The COVID-19 pandemic is creating significant disruption in all areas of business and life. To help you to find some order in the chaos and adjust to new ways of doing and being, Doctor Digital has put together a series of COVID-19 blogs with tips, tricks, hacks and suggestions for how digital and e-commerce tools can support you and your business.

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Doctor Digital

Doctor Digital Says:

As social distancing and self-isolation becomes the only way to reduce the spread of COVID-19, many businesses are asking their staff to work from home. This is a great way to continue business-as-unusual and keep people employed for as long as possible, but what are the legal implications on an employer if there is an accident or injury while at home working?

If you have asked employees, or are asked to work from home, your employer has the same obligations towards your health and safety as they do in your usual office environment. The majority of insurance policies will cover workers who are designated to work from home, but it’s worth checking your policy to be clear on what is and isn’t covered. Organisations that have regular remote staff usually have a policy about what a safe workspace looks like, but in these rapidly moving times, that simply isn’t a reality for many businesses.

Here are some of the key things to think about when you or your staff are setting up a space to work from home:

How can you minimise the hazards?

The ideal situation is to have a dedicated space for work so you aren’t going to trip over the dog or the baby or your golf clubs. Cords and cables for your devices and accessories need to be bundled, off the ground, and safely away from people, kids and pets. Also check that these cords and cables are tagged and tested where possible, or at least not showing visible signs of ragged edges or age.

While houses aren’t always set up with the best practice safety in mind, you know your home well and have the neural pathways set up to move around it with ease. When establishing your new working routine, look across your space with safety eyes and try and keep it as hazard free as possible. While the temptation to multi-task might be high – teleconferencing while hanging out the washing or deep frying chips - be aware that this is more likely to distract you and put you at risk of a slip or trip or fire.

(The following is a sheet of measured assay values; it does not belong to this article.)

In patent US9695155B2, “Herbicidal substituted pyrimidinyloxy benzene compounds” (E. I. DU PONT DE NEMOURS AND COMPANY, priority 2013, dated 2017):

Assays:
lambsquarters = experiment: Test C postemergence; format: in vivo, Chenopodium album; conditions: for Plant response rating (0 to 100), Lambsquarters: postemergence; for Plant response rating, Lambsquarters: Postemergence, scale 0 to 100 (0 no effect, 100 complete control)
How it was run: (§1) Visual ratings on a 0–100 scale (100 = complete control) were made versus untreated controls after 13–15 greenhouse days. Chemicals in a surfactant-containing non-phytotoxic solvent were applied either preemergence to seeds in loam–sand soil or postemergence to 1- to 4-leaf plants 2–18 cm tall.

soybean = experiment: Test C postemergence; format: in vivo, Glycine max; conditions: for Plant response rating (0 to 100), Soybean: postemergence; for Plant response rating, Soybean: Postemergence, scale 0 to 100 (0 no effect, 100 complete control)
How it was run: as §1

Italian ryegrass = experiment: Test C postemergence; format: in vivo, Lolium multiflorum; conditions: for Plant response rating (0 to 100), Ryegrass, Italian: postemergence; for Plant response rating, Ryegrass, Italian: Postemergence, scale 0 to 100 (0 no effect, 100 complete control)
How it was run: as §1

How can you minimise wear and tear on the body?

In your home office or workspace, try and replicate the set up you have at work as closely as possible. Having a desk at the right height, a chair that is ergonomically friendly, a screen at the right height, a mouse and wrist rest, all of the things that make desk-based work less tough on the body. Make sure you stand regularly and move, hydrate, go outside and get some sunshine on your face, take breaks and eat nutritious food. As much as it’s a temptation to binge on Netflix at home, it’s also too easy to sit at your desk or slump on the couch for hours without interruption and work way past normal hours, so set up a routine and rhythms like you would in the workplace to keep you mentally and physically healthy.

Employers and employees when transitioning to a work from home situation need to discuss the set up, and be clear with each other on the expectations of what is and isn’t appropriate. A quick video walk through of the space can allay fears and ensure that employees are safe, and make sure insurance is adequate. Where possible allow employees to take home elements of their desk set up like chairs and monitor stands, and if new furniture needs to be bought, there can be an arrangement to fund it or at least support your staff with payments.

Most importantly, this is a time for agility and creative problem solving, not rigidity. Employers and employees can work together to create the best remote community and customer service environment possible in challenging times that is safe, secure and supportive. The Tasmanian Chamber of Commerce and Industry (TCCI) is currently offering a range of free advice for Tasmanian businesses in relation to WHS, you can access their services through their website.